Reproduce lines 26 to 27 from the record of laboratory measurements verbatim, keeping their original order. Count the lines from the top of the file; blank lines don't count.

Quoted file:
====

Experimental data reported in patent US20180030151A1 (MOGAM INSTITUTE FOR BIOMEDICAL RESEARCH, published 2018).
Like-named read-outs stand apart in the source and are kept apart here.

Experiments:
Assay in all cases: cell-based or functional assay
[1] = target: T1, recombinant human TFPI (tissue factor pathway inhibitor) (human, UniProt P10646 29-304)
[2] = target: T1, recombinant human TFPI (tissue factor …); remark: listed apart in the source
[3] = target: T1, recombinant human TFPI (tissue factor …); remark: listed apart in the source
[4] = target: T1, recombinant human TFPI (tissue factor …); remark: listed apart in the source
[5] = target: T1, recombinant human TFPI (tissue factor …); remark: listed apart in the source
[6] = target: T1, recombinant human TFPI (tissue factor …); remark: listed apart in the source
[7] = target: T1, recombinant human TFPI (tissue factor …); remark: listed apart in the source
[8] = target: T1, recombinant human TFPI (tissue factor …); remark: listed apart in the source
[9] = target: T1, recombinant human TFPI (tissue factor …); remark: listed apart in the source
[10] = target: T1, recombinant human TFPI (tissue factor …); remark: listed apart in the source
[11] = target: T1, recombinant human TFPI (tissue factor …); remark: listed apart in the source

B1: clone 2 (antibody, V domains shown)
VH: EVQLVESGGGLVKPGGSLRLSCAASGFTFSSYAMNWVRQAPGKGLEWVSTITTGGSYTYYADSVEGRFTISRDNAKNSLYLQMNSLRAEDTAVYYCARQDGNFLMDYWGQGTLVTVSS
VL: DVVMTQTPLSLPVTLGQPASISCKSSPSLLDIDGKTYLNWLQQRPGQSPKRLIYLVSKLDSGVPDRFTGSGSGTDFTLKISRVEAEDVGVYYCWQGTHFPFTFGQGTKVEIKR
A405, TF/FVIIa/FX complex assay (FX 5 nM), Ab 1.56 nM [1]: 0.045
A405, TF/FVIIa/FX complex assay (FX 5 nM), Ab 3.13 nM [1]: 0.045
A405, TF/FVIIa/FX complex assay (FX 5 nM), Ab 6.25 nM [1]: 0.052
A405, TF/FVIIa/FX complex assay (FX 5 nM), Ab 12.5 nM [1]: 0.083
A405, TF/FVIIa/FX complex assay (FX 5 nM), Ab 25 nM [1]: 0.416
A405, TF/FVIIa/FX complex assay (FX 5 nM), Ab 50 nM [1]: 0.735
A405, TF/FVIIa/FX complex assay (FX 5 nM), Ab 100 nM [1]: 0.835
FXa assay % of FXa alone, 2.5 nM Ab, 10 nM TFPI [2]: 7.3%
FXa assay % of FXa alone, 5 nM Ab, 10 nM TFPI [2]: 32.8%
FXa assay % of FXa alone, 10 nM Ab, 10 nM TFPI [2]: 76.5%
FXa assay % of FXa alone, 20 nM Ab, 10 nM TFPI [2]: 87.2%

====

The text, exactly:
FXa assay % of FXa alone, 2.5 nM Ab, 10 nM TFPI [2]: 7.3%
FXa assay % of FXa alone, 5 nM Ab, 10 nM TFPI [2]: 32.8%